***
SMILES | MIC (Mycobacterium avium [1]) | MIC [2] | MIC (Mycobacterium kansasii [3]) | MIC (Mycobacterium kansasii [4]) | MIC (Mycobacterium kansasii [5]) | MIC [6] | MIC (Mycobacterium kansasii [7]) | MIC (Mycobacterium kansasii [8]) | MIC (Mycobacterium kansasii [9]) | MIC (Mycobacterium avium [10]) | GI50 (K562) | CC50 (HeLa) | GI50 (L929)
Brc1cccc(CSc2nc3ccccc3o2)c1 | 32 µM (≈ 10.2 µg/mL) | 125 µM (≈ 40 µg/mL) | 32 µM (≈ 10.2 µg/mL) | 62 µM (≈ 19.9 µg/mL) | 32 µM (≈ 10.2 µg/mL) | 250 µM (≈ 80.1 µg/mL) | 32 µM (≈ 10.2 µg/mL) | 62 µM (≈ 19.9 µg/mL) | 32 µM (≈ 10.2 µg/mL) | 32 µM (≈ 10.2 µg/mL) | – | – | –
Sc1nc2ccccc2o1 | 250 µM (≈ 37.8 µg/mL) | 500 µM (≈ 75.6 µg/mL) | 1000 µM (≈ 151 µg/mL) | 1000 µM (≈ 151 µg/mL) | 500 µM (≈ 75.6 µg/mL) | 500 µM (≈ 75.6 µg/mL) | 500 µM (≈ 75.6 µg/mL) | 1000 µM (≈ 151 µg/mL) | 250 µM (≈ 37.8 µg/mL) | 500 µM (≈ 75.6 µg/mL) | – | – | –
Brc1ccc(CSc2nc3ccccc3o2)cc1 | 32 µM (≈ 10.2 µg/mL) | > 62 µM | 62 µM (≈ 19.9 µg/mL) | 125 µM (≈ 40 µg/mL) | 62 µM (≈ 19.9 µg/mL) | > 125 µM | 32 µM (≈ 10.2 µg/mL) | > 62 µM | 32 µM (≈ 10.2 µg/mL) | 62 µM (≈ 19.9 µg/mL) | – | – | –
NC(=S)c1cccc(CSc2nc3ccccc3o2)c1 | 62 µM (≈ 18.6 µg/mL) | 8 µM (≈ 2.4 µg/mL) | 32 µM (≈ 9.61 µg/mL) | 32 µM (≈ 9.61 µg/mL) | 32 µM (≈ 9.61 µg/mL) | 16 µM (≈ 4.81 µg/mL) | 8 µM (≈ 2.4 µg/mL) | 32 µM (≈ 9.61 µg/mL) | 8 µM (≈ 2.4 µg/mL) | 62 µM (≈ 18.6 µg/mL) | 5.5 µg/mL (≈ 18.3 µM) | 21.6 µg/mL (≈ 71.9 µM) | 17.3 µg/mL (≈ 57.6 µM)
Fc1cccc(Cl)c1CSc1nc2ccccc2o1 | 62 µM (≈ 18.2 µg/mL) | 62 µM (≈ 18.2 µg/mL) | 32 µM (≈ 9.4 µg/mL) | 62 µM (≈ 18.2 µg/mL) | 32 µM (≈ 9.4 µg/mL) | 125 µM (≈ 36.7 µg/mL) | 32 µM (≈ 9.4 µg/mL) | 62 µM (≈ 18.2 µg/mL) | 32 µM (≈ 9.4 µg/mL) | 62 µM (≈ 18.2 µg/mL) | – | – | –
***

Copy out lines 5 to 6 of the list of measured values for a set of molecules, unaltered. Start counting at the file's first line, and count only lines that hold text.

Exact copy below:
NC(=S)c1cccc(CSc2nc3ccccc3o2)c1 | 62 µM (≈ 18.6 µg/mL) | 8 µM (≈ 2.4 µg/mL) | 32 µM (≈ 9.61 µg/mL) | 32 µM (≈ 9.61 µg/mL) | 32 µM (≈ 9.61 µg/mL) | 16 µM (≈ 4.81 µg/mL) | 8 µM (≈ 2.4 µg/mL) | 32 µM (≈ 9.61 µg/mL) | 8 µM (≈ 2.4 µg/mL) | 62 µM (≈ 18.6 µg/mL) | 5.5 µg/mL (≈ 18.3 µM) | 21.6 µg/mL (≈ 71.9 µM) | 17.3 µg/mL (≈ 57.6 µM)
Fc1cccc(Cl)c1CSc1nc2ccccc2o1 | 62 µM (≈ 18.2 µg/mL) | 62 µM (≈ 18.2 µg/mL) | 32 µM (≈ 9.4 µg/mL) | 62 µM (≈ 18.2 µg/mL) | 32 µM (≈ 9.4 µg/mL) | 125 µM (≈ 36.7 µg/mL) | 32 µM (≈ 9.4 µg/mL) | 62 µM (≈ 18.2 µg/mL) | 32 µM (≈ 9.4 µg/mL) | 62 µM (≈ 18.2 µg/mL) | – | – | –